Roy Morgan data reveals Labor to win next Victorian state election
Victoria’s Labor government is likely to remain in power after the November elections, according to a new poll.
Roy Morgan’s data released Wednesday covered a representative sample of 1,407 Victorian voters surveyed during the month of August.
Labor has an electoral advantage among respondents, with 58% in favor of the government and 42% opting for liberals on a bipartisan preferential basis.
The ALP’s primary vote is 36.5% (down 6.4% from the 2018 Victoria election), but it still leads the LNP with 29% (down 6.2 points).
However, all voters had doubts as to how Daniel Andrews’ next term in office might play out.
Key issues that emerged included “numerous mentions of corruption allegations and Mr. Andrews for his actions ”.
“He takes no responsibility. When questioned, he does not answer honestly, “said one voter.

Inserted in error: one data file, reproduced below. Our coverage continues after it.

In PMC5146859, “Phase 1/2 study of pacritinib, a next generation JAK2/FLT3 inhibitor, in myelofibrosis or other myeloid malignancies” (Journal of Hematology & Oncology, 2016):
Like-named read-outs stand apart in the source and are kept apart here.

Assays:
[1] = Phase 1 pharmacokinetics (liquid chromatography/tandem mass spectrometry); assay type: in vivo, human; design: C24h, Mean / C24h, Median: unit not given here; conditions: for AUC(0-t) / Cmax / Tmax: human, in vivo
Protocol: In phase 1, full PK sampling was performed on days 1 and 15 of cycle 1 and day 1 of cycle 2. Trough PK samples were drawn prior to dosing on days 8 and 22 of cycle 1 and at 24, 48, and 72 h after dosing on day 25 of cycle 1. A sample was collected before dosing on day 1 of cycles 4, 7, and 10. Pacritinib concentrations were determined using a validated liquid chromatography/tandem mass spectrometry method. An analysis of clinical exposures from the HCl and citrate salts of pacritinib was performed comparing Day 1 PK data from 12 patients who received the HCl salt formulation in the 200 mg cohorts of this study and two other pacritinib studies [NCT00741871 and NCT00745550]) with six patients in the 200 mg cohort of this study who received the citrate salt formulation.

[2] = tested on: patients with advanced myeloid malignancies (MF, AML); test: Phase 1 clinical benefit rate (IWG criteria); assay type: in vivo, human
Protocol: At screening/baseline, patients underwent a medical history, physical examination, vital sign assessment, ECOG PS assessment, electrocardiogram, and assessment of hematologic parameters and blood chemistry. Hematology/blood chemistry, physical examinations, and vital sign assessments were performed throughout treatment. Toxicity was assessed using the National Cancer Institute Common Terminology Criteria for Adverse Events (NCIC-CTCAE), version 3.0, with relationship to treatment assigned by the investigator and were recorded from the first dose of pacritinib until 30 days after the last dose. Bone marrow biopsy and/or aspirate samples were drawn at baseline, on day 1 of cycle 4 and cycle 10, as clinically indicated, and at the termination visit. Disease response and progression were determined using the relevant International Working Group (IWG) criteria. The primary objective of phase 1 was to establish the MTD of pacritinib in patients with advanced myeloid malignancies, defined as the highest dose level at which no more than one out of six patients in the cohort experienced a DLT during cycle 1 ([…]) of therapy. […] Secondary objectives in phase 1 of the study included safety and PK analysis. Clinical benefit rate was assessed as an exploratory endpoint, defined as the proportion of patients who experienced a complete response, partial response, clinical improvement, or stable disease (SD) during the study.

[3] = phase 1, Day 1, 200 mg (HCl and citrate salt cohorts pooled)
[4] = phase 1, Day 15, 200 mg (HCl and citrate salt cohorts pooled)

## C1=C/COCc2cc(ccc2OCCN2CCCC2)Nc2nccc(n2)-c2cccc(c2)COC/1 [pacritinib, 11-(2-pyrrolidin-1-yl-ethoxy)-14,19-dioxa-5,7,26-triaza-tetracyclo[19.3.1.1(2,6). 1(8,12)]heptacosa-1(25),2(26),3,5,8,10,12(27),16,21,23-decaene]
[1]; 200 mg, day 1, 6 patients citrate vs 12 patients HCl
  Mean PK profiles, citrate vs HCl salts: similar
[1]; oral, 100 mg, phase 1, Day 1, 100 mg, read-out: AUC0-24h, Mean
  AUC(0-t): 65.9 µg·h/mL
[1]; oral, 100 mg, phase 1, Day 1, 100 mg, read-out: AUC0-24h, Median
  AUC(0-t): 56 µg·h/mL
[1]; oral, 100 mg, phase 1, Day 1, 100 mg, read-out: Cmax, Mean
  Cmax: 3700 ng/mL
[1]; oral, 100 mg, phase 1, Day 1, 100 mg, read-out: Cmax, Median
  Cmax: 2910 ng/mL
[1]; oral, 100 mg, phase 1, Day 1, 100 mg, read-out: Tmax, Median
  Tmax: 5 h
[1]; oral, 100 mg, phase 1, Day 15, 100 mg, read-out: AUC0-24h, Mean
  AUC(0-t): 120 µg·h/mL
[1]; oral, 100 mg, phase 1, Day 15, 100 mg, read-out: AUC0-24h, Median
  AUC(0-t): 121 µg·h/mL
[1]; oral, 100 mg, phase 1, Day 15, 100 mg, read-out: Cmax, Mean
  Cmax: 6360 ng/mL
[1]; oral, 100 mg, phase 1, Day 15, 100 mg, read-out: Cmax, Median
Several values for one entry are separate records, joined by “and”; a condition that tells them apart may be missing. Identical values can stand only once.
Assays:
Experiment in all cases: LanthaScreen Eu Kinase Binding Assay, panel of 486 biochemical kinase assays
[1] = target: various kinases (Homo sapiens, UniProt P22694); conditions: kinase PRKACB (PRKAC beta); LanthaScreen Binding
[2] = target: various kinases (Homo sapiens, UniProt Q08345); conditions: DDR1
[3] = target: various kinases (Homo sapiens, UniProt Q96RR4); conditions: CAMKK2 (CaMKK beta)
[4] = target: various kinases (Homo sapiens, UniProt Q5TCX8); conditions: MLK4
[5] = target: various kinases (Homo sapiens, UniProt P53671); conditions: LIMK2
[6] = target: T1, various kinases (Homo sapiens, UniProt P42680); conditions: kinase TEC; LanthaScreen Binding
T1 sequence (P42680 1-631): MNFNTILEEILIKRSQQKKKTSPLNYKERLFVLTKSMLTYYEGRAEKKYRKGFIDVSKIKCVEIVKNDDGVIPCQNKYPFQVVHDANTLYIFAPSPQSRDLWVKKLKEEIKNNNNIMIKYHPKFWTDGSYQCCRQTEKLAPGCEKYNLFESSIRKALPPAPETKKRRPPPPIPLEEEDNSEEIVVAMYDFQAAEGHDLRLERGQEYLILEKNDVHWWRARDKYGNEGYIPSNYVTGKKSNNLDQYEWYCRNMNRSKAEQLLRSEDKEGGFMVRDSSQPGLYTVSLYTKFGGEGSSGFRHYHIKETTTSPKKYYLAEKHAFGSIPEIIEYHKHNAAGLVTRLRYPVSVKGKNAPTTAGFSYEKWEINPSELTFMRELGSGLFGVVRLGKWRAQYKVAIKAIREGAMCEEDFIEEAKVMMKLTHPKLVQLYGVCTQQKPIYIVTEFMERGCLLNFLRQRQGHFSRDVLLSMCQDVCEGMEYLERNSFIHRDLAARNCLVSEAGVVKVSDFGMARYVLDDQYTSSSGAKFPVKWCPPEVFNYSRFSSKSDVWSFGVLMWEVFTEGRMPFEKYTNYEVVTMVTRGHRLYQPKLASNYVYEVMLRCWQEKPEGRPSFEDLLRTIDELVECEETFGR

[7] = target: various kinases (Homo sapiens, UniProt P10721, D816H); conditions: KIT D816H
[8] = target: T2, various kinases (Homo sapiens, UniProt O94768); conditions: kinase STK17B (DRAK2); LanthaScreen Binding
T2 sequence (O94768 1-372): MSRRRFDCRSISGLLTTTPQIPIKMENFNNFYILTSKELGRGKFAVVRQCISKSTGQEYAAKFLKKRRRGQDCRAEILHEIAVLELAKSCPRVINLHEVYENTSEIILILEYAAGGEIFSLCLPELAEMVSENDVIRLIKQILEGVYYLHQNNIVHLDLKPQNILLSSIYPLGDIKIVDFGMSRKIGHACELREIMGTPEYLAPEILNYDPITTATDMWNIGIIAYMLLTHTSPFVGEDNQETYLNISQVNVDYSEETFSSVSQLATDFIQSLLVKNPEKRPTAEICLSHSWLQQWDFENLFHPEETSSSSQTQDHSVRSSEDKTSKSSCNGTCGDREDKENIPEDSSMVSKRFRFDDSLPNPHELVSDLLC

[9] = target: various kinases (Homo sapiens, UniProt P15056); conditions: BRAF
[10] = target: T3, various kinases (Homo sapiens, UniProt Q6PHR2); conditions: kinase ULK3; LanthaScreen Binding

“Daniel Andrews lacks leadership skills. He is never responsible, even if he says that “the responsibility is his”. If he had had integrity by now he would have quit, “added another.
Another in a series of complaints to the state government as a whole was that according to one voter it was “dishonest and not open enough about plans”.
“(There have been) explosions in infrastructure costs and (the government) has failed to address issues like red shirts and deterioration,” they continued.
Many respondents also cited Guy Matthews’ lack of experience and apparent incompetence as their main concerns regarding the leader of the liberal state.
There were serious concerns that Matthews was not “strong enough” as a leader, creating a divided and dysfunctional party.
“It is a divided party with ‘too right’ members. He is inexperienced. I would be happier with a citizen-run (government) than a liberal state government, ”said one voter.
“Their moves are crazy with Tim Smith and even crazier with Moira Deeming.
“It is as if they hand over the elections to the PLA. What happened to the liberals of yore?
Support for small parties increased significantly over the same period, mirroring the trend seen in the recent federal elections, when 34.1% of Victorians voted for a small party.
Overall, more than a third of Victorians say they will vote for a smaller or independent party in November’s state elections. The Greens got the most support from these voters, with 14% (+3.3 percentage points).
Another 20.5% was split between a number of smaller, independent parties.